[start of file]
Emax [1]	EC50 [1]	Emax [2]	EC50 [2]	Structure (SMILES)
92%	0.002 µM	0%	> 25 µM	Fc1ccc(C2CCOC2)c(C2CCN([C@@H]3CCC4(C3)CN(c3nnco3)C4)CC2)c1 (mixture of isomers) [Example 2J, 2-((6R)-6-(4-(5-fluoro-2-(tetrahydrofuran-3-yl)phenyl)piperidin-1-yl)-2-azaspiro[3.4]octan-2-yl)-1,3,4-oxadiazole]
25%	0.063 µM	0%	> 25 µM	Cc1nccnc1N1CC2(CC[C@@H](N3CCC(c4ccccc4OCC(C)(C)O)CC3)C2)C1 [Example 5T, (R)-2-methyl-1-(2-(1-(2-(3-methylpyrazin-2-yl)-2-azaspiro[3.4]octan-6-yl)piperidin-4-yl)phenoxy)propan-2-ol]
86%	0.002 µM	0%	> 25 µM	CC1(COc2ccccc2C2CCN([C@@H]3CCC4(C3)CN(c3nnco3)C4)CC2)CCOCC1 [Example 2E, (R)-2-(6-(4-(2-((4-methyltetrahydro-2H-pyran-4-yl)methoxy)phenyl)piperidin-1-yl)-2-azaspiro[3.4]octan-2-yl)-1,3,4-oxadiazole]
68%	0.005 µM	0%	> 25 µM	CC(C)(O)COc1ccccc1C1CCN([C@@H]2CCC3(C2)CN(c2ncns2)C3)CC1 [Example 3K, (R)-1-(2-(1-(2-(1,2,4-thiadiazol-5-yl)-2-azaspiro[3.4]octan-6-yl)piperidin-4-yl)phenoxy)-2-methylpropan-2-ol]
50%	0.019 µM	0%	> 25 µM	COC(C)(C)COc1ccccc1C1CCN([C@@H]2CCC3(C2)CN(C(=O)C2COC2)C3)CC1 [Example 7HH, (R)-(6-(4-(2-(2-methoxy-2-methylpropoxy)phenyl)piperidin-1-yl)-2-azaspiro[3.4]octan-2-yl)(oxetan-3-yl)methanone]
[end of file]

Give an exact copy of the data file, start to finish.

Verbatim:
Emax [1]	EC50 [1]	Emax [2]	EC50 [2]	Structure (SMILES)
92%	0.002 µM	0%	> 25 µM	Fc1ccc(C2CCOC2)c(C2CCN([C@@H]3CCC4(C3)CN(c3nnco3)C4)CC2)c1 (mixture of isomers) [Example 2J, 2-((6R)-6-(4-(5-fluoro-2-(tetrahydrofuran-3-yl)phenyl)piperidin-1-yl)-2-azaspiro[3.4]octan-2-yl)-1,3,4-oxadiazole]
25%	0.063 µM	0%	> 25 µM	Cc1nccnc1N1CC2(CC[C@@H](N3CCC(c4ccccc4OCC(C)(C)O)CC3)C2)C1 [Example 5T, (R)-2-methyl-1-(2-(1-(2-(3-methylpyrazin-2-yl)-2-azaspiro[3.4]octan-6-yl)piperidin-4-yl)phenoxy)propan-2-ol]
86%	0.002 µM	0%	> 25 µM	CC1(COc2ccccc2C2CCN([C@@H]3CCC4(C3)CN(c3nnco3)C4)CC2)CCOCC1 [Example 2E, (R)-2-(6-(4-(2-((4-methyltetrahydro-2H-pyran-4-yl)methoxy)phenyl)piperidin-1-yl)-2-azaspiro[3.4]octan-2-yl)-1,3,4-oxadiazole]
68%	0.005 µM	0%	> 25 µM	CC(C)(O)COc1ccccc1C1CCN([C@@H]2CCC3(C2)CN(c2ncns2)C3)CC1 [Example 3K, (R)-1-(2-(1-(2-(1,2,4-thiadiazol-5-yl)-2-azaspiro[3.4]octan-6-yl)piperidin-4-yl)phenoxy)-2-methylpropan-2-ol]
50%	0.019 µM	0%	> 25 µM	COC(C)(C)COc1ccccc1C1CCN([C@@H]2CCC3(C2)CN(C(=O)C2COC2)C3)CC1 [Example 7HH, (R)-(6-(4-(2-(2-methoxy-2-methylpropoxy)phenyl)piperidin-1-yl)-2-azaspiro[3.4]octan-2-yl)(oxetan-3-yl)methanone]